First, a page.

Highlighting the integrating role of cultural evolution across the social sciences and the humanities, similar to that of organic evolution in biology, the Department of Psychology’s Morten H. Christiansen is the co-editor and one of three dozen contributors to the recently published “Cultural Evolution: Society, Technology, Language and Religion” (MIT Press, 2013)
“In our species, genetic evolution and cultural evolution are inextricably linked,” Christiansen writes in the new book’s introduction. “Our bodies are adapted to acquire and use culture, and our cultures are adapted to help our genes perpetuate themselves.” Indeed, Charles Darwin applied the concept of “descent with modification” to the evolution of societies, technologies and languages as well to the evolution of biological organisms, according to Christiansen and his co-editor, Peter J. Richerson, a faculty member in the University of California, Davis, Department of Environmental Science and Policy.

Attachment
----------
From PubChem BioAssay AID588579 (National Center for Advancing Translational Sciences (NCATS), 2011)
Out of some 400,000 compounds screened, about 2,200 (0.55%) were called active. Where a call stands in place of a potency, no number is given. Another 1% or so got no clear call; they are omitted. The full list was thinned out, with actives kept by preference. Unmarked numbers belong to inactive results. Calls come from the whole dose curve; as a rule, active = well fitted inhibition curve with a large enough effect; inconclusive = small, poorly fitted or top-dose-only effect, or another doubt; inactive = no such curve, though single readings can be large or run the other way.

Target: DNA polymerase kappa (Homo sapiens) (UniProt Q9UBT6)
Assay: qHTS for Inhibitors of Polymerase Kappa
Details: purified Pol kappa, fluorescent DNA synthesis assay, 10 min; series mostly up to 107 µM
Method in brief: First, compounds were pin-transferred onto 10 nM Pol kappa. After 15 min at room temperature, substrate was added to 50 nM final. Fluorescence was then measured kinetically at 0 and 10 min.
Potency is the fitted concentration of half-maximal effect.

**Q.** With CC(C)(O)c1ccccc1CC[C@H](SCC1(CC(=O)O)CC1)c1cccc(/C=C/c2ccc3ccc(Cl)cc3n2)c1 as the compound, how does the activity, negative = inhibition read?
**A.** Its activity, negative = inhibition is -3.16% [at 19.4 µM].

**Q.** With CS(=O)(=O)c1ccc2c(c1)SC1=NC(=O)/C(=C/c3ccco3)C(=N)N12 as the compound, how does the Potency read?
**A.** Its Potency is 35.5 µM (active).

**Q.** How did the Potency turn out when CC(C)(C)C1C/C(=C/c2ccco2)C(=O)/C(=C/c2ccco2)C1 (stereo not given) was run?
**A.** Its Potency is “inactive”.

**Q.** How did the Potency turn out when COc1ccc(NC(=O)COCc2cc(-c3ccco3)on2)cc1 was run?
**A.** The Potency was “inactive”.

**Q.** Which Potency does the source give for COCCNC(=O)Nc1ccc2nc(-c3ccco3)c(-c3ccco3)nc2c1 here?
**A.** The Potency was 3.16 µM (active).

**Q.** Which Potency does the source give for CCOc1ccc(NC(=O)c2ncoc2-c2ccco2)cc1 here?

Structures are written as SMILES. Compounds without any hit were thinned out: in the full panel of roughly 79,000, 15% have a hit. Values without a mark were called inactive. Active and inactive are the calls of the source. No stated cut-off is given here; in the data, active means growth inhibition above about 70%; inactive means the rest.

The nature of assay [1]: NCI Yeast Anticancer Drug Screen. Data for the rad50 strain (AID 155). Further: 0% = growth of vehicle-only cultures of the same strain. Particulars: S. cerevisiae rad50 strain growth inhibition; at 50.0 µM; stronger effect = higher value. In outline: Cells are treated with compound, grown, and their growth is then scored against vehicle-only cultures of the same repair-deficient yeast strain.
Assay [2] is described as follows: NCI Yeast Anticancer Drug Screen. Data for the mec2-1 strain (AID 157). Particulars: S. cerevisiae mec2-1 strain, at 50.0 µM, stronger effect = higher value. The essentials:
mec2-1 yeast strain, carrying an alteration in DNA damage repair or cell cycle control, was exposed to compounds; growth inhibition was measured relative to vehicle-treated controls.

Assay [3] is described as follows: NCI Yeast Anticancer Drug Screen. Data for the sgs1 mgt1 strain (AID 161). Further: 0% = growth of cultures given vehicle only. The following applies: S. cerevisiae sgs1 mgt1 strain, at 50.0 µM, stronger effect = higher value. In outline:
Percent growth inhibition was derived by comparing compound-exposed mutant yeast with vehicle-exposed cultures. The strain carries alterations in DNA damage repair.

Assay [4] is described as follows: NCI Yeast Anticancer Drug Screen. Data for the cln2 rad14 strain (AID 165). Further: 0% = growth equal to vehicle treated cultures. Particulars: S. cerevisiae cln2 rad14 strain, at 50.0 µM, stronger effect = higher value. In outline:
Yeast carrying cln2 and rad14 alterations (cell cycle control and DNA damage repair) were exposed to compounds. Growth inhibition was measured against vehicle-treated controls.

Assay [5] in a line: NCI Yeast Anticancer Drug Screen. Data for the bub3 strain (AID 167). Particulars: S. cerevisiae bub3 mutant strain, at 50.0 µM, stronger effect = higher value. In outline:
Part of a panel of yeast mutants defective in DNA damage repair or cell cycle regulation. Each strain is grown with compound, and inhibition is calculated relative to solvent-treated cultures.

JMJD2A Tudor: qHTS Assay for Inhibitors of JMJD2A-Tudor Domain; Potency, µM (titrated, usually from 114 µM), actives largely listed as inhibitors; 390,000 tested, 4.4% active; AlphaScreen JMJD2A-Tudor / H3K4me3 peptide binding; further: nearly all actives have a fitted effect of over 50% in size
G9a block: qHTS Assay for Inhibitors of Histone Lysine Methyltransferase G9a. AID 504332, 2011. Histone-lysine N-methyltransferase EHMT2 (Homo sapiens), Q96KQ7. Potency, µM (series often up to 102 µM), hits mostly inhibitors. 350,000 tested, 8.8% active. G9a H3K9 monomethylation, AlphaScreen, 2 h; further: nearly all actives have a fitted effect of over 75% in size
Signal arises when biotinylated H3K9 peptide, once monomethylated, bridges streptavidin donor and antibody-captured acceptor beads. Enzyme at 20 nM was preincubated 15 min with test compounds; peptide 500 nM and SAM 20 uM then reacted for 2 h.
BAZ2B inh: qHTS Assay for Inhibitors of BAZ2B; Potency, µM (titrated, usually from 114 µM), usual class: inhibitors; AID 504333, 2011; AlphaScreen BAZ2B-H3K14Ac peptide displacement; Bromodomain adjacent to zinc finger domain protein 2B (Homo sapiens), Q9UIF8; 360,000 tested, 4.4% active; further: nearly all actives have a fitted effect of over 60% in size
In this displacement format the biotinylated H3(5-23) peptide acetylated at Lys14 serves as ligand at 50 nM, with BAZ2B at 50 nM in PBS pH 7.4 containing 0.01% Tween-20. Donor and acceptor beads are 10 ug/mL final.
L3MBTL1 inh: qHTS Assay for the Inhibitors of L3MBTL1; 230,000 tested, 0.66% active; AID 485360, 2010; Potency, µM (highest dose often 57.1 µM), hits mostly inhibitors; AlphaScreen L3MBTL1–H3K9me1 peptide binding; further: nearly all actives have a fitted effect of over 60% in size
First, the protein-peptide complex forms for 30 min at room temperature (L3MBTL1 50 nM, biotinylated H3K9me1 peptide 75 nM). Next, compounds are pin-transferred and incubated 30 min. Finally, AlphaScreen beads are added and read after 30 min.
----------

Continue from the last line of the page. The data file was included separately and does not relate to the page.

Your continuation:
Christiansen notes that “although a growing body of research has established the key role of cultural evolution in understanding human behavior, wider application of these insights has been hampered by traditional disciplinary boundaries. To remedy this, key players from theoretical biology, developmental and cognitive psychology, linguistics, anthropology, sociology, religious studies, history and economics were convened to explore the central role of cultural evolution in human social structure, technology, language and religion. This resulting volume synthesizes past and ongoing work on cultural evolution and sketches a road map for future cross-disciplinary efforts.”
In the long run, Christiansen and Richerson agree, the cultural evolution “project” will not fulfill its promise “until every student of human behavior feels comfortable using cultural evolution as one of their tools, much as biologists are comfortable with organic evolution.”